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Swallowing disorders

Having a hard time swallowing, also known as dysphagia, can happen with some neurologic conditions including:

  • Stroke
  • Traumatic brain injury
  • Cerebral palsy
  • Parkinson disease
  • Multiple sclerosis
  • Progressive supranuclear palsy
  • Huntington's disease
  • Myasthenia gravis

There are two main symptoms of swallowing disorders. Some people are not able to swallow any food or drinks. Others may cough or choke on things they swallow when it goes down the wrong part of their throat. When someone chokes on their food or drink it puts them at risk for aspiration. Aspiration is when food or drinks go down the windpipe into the lungs. This can be very dangerous and lead to pneumonia, an illness that affects the lungs.

People who have difficulty swallowing may have food that gets “stuck” when they swallow and may start drooling. They drool because they have a hard time swallowing the saliva in their mouth.

Treatment includes adding thickeners to food and drinks or changing how the individual eats or chews. Medication may make it easier for some people to swallow. For more severe cases, people may need surgery or a feeding tube.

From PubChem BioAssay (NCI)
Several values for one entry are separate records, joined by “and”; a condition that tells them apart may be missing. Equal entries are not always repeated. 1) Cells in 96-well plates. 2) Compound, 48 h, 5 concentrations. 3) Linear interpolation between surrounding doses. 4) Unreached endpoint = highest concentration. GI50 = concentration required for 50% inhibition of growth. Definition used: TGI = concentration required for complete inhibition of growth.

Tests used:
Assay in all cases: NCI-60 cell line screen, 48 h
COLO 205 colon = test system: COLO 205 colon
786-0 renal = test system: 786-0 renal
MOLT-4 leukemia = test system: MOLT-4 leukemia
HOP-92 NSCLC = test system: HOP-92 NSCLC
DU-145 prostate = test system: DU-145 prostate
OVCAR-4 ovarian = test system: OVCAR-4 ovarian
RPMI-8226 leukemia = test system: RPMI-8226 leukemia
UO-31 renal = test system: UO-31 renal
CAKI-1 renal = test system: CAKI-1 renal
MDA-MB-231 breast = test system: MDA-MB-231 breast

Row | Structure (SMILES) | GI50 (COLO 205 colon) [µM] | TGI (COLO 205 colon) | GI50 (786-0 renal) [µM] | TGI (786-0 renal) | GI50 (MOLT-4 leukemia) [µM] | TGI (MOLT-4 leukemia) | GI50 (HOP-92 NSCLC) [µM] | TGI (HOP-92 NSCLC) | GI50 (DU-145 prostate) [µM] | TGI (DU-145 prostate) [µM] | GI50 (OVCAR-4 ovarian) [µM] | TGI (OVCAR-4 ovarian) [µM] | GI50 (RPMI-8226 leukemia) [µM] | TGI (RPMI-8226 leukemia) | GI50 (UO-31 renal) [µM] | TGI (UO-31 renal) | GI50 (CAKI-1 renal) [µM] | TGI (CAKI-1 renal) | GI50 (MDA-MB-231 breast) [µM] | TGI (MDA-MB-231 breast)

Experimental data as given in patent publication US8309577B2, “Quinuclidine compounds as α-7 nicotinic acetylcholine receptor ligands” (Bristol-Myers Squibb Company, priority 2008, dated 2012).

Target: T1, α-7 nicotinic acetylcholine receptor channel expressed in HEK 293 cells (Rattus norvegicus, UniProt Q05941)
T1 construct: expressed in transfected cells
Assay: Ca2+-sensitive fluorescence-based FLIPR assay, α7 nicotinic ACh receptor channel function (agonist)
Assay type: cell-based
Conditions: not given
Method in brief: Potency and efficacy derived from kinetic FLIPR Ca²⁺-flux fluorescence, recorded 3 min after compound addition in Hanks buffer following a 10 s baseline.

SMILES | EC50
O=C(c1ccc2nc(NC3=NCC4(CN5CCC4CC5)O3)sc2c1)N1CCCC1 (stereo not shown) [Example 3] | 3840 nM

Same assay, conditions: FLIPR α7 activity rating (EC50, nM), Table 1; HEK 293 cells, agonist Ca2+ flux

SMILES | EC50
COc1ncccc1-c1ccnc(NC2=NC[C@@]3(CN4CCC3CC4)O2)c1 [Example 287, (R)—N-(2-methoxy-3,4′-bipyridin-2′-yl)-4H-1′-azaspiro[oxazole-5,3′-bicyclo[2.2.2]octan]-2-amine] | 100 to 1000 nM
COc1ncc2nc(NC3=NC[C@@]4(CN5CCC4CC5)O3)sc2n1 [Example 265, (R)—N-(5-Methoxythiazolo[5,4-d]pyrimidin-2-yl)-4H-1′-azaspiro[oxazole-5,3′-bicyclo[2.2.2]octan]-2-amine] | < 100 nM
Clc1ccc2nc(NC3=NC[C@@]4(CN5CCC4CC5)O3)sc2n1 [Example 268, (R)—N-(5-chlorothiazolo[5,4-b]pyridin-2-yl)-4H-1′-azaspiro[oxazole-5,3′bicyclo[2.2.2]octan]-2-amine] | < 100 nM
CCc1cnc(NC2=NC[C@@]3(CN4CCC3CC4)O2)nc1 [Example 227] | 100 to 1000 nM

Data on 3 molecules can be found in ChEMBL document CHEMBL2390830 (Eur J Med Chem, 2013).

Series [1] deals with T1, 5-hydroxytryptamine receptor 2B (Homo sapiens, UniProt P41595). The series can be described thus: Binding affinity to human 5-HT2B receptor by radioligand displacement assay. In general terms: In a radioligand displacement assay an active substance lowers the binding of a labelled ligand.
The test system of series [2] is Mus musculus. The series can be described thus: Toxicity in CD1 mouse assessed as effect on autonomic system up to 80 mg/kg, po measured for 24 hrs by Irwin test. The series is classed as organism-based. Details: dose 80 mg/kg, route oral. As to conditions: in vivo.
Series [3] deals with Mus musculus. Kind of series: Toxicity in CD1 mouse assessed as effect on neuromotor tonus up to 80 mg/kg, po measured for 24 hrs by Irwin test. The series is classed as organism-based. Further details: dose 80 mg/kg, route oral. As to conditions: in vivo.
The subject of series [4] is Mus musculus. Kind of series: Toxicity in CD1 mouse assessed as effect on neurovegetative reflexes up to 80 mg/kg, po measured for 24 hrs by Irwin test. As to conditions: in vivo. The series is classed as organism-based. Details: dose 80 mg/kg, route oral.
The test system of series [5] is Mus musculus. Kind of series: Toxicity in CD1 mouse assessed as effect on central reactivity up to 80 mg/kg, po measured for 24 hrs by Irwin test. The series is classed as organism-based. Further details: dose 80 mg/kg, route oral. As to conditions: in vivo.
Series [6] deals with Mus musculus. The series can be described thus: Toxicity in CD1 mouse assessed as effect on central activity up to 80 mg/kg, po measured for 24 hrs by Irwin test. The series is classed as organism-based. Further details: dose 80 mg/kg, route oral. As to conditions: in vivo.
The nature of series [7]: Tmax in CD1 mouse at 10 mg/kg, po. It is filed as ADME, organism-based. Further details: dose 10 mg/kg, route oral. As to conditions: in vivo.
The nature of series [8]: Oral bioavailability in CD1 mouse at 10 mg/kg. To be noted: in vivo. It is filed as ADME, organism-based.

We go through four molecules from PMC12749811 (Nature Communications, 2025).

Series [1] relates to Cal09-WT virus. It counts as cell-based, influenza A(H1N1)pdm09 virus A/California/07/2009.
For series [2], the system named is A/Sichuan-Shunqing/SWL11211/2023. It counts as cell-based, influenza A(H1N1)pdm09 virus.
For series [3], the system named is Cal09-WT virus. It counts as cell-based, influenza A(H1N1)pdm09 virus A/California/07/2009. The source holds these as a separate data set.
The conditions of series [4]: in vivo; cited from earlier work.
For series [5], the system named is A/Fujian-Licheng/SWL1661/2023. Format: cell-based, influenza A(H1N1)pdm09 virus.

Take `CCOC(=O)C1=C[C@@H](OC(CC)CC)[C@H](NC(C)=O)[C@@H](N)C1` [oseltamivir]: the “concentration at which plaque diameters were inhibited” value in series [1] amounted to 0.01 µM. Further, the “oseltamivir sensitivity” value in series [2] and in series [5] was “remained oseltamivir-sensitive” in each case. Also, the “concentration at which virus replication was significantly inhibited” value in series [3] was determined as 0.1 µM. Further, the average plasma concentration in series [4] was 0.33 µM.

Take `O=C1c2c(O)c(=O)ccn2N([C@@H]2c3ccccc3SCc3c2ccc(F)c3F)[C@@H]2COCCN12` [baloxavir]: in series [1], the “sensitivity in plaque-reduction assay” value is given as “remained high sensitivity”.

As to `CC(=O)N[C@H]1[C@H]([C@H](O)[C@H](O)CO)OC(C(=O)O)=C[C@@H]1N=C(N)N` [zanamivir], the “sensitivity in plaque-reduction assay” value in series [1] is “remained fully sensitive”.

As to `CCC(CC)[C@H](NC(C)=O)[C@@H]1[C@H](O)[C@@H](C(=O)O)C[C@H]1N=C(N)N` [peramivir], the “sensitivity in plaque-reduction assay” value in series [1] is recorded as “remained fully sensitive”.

How can I or a loved one help improve care for people with swallowing disorders?

Consider participating in a clinical trial so clinicians and scientists can learn more about swallowing disorders. Clinical research uses human volunteers to help researchers learn more about a disorder and perhaps find better ways to safely detect, treat, or prevent disease.

All types of volunteers are needed—those who are healthy or may have an illness or disease—of all different ages, sexes, races, and ethnicities to ensure that study results apply to as many people as possible, and that treatments will be safe and effective for everyone who will use them.

For information about participating in clinical research visit NIH Clinical Research Trials and You. Learn about clinical trials currently looking for people with swallowing disorders at

Where can I find more information about swallowing disorders?

Information may be available from the following resources:

American Speech-Language-Hearing Association (ASHA)
Phone: 301-296-8700 or 800-638-8255; 301-296-5650 TTY


Content source: Accessed June 29, 2023.

The information in this document is for general educational purposes only. It is not intended to substitute for personalized professional advice. Although the information was obtained from sources believed to be reliable, MedLink, its representatives, and the providers of the information do not guarantee its accuracy and disclaim responsibility for adverse consequences resulting from its use. For further information, consult a physician and the organization referred to herein.

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